The change is seismic. The impact, drastic. The potential is limitless. The fourth Industrial Revolution doesn’t have to be your enemy. We’re witnessing a shift where unforeseen technological innovation and advances are driving customer expectations. These demands often pose challenges to industries, companies and leaders to not only deliver on their customers’ needs, but understand how these technological advancements can benefit their businesses. Moreover, they must begin to anticipate market changes driven by technological innovation.
- Strategy: Blending disparate emerging technologies to advance strategic goals is one of the key challenges in preparation for the 4IR. Quite simply, there is no off-the-shelf “4IR kit.”
- Growth: When a 4IR strategy is designed and carried out correctly, it is agile and resilient, capable of incorporating tomorrow’s new technology and business models with as little disruption or redesign as possible.
- Trust: Data powers the revolution. But customers’ willingness to entrust companies with sensitive information about their lives and businesses hinges on the quality of experience offered to them and knowing their data is protected.
- Workforce: Demand for digital talent is at an all-time high, and companies cannot wait for there to be enough graduates or trainees to fill it.
So, how do we address these considerations? Turn the revolution into your business’ evolution.
When faced with the challenges to digitize our own business and to understand the technological disruption taking place across the market, we created several solutions. From reshaping our business model to bringing the creative industry inside our four walls, there’s a series of efforts we’ve taken to adjust to the market and inspire significant change within our PwC culture. We also focused on expanding our talent with different backgrounds and recently embarked on a digital upskilling journey with 55,000+ individuals across the U.S. The key here is that it is a journey.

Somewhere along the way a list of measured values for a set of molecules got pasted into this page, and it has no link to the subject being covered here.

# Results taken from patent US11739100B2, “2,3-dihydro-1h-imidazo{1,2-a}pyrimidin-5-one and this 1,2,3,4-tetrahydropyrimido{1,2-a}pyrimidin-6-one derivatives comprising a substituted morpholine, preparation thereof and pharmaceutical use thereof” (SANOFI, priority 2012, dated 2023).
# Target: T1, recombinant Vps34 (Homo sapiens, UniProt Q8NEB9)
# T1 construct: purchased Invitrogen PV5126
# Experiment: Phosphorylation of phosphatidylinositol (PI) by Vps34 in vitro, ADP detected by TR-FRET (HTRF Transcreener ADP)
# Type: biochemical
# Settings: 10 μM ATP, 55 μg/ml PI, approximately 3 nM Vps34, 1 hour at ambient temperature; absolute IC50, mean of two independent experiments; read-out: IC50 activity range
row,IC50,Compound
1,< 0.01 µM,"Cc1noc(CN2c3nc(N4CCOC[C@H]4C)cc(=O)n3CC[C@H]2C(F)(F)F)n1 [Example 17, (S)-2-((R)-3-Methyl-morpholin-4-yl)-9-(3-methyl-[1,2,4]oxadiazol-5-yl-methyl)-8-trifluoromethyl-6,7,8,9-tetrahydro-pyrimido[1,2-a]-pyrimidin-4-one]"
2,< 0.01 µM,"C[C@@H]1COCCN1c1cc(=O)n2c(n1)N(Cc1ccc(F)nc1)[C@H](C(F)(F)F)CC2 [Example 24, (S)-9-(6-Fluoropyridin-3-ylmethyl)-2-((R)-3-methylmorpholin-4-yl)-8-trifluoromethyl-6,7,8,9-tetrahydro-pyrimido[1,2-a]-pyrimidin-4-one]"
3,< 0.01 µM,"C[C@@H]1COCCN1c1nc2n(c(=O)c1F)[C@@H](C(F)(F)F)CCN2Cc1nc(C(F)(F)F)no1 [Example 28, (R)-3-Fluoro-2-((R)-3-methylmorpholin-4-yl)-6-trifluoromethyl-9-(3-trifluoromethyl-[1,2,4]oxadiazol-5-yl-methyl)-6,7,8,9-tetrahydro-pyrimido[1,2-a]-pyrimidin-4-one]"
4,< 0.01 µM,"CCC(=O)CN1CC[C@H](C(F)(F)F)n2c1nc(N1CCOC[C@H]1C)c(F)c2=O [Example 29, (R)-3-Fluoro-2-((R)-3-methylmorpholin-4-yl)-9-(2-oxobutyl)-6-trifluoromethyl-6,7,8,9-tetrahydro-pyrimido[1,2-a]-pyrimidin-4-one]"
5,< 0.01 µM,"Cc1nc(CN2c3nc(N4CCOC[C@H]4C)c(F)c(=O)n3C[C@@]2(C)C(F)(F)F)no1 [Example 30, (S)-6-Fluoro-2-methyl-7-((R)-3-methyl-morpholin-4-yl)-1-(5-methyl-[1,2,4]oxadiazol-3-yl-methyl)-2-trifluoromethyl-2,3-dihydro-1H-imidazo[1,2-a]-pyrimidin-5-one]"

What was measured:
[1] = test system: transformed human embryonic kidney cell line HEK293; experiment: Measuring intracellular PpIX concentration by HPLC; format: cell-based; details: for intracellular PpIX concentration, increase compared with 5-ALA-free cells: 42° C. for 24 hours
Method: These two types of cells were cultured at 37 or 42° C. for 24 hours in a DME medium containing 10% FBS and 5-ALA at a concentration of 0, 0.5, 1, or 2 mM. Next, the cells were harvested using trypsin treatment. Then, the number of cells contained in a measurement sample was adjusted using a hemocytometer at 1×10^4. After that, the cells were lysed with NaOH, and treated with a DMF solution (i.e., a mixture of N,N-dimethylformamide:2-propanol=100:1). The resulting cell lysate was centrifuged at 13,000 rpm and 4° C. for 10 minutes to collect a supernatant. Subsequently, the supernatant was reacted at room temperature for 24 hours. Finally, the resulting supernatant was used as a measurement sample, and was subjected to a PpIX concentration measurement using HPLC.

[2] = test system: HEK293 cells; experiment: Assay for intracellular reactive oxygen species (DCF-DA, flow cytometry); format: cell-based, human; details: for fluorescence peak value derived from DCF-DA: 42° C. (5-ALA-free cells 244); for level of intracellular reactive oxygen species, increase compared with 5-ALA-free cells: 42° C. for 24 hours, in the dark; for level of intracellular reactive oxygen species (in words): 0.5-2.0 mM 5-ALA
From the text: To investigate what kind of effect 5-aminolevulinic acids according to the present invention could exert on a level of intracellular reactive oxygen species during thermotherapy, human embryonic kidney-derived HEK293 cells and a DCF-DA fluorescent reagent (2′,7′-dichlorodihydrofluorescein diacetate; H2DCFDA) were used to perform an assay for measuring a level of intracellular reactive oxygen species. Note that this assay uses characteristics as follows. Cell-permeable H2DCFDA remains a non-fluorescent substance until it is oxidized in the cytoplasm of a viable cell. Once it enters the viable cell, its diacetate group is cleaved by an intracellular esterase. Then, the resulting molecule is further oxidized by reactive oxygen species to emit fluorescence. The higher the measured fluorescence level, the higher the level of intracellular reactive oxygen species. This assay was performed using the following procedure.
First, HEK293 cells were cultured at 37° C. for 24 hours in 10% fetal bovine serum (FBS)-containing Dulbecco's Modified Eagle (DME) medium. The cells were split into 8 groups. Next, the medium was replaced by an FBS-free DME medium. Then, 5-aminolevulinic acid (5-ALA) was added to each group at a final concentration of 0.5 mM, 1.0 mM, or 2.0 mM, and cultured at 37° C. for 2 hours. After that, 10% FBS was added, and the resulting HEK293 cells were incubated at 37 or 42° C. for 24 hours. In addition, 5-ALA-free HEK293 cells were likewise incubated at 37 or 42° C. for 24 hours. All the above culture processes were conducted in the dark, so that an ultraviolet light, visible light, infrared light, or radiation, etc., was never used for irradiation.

As companies are looking to reshape their businesses to respond to technological innovation, they must keep the following principles in mind:
- Understand both business model innovation and product innovation. Simply put, typical product innovation will no longer be enough. Leaders will need to balance product innovation with the more radical approach: business model innovation. By focusing on business model innovation versus product innovation, the focus shifts from the organizations of today and toward the organizations of the future.
- An increase in cross-sector activity. Deep knowledge expertise has proven critical in traditional business models, but as we look to evolve, having the flexibility to work and collaborate cross-sector is imperative.
- Hiring isn’t the sole answer on talent. We can’t expect to solve digital disruption by only hiring digital talent. The digital fitness of all staff, new and existing, is part of the culture shift necessary to motivate and retain your workforce, while preparing them for the needs of tomorrow.
It’s a journey. One that requires a highly adaptive mindset with a fluid approach, a deep knowledge of new technologies and an even broader understanding of how all parts of businesses are impacted by this revolution. Yes, it’s difficult laying out a strategy for a future with uncertainty, but the key is to start now.
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